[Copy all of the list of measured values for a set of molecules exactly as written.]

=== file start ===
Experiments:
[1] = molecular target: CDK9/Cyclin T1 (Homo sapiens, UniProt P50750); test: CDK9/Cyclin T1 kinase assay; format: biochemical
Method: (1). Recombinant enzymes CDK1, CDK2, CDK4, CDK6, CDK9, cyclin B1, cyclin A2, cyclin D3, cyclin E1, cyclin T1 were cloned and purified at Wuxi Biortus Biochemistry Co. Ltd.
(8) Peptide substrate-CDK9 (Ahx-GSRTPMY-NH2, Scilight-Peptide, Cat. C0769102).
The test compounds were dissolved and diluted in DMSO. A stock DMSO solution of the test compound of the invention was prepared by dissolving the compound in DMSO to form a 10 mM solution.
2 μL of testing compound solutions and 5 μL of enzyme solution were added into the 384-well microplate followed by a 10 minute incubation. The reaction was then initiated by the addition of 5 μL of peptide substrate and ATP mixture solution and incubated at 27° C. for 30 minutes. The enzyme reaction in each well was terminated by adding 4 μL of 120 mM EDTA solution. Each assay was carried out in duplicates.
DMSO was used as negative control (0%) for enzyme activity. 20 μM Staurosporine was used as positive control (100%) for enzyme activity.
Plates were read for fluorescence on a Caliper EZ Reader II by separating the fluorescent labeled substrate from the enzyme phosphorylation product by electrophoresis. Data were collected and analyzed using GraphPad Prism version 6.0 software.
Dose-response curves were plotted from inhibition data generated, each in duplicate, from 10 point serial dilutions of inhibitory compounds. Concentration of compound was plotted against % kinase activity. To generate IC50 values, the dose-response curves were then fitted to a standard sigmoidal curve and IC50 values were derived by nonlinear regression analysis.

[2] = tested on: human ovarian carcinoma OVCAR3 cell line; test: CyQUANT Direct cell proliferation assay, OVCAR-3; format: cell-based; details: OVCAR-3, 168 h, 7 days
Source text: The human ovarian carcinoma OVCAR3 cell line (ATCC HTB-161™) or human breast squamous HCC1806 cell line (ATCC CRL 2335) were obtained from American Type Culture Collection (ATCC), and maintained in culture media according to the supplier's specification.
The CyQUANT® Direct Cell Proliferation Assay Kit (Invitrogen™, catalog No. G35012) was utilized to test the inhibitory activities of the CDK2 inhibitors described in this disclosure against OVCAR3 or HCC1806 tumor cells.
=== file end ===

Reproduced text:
Experiments:
[1] = molecular target: CDK9/Cyclin T1 (Homo sapiens, UniProt P50750); test: CDK9/Cyclin T1 kinase assay; format: biochemical
Method: (1). Recombinant enzymes CDK1, CDK2, CDK4, CDK6, CDK9, cyclin B1, cyclin A2, cyclin D3, cyclin E1, cyclin T1 were cloned and purified at Wuxi Biortus Biochemistry Co. Ltd.
(8) Peptide substrate-CDK9 (Ahx-GSRTPMY-NH2, Scilight-Peptide, Cat. C0769102).
The test compounds were dissolved and diluted in DMSO. A stock DMSO solution of the test compound of the invention was prepared by dissolving the compound in DMSO to form a 10 mM solution.
2 μL of testing compound solutions and 5 μL of enzyme solution were added into the 384-well microplate followed by a 10 minute incubation. The reaction was then initiated by the addition of 5 μL of peptide substrate and ATP mixture solution and incubated at 27° C. for 30 minutes. The enzyme reaction in each well was terminated by adding 4 μL of 120 mM EDTA solution. Each assay was carried out in duplicates.
DMSO was used as negative control (0%) for enzyme activity. 20 μM Staurosporine was used as positive control (100%) for enzyme activity.
Plates were read for fluorescence on a Caliper EZ Reader II by separating the fluorescent labeled substrate from the enzyme phosphorylation product by electrophoresis. Data were collected and analyzed using GraphPad Prism version 6.0 software.
Dose-response curves were plotted from inhibition data generated, each in duplicate, from 10 point serial dilutions of inhibitory compounds. Concentration of compound was plotted against % kinase activity. To generate IC50 values, the dose-response curves were then fitted to a standard sigmoidal curve and IC50 values were derived by nonlinear regression analysis.

[2] = tested on: human ovarian carcinoma OVCAR3 cell line; test: CyQUANT Direct cell proliferation assay, OVCAR-3; format: cell-based; details: OVCAR-3, 168 h, 7 days
Source text: The human ovarian carcinoma OVCAR3 cell line (ATCC HTB-161™) or human breast squamous HCC1806 cell line (ATCC CRL 2335) were obtained from American Type Culture Collection (ATCC), and maintained in culture media according to the supplier's specification.
The CyQUANT® Direct Cell Proliferation Assay Kit (Invitrogen™, catalog No. G35012) was utilized to test the inhibitory activities of the CDK2 inhibitors described in this disclosure against OVCAR3 or HCC1806 tumor cells.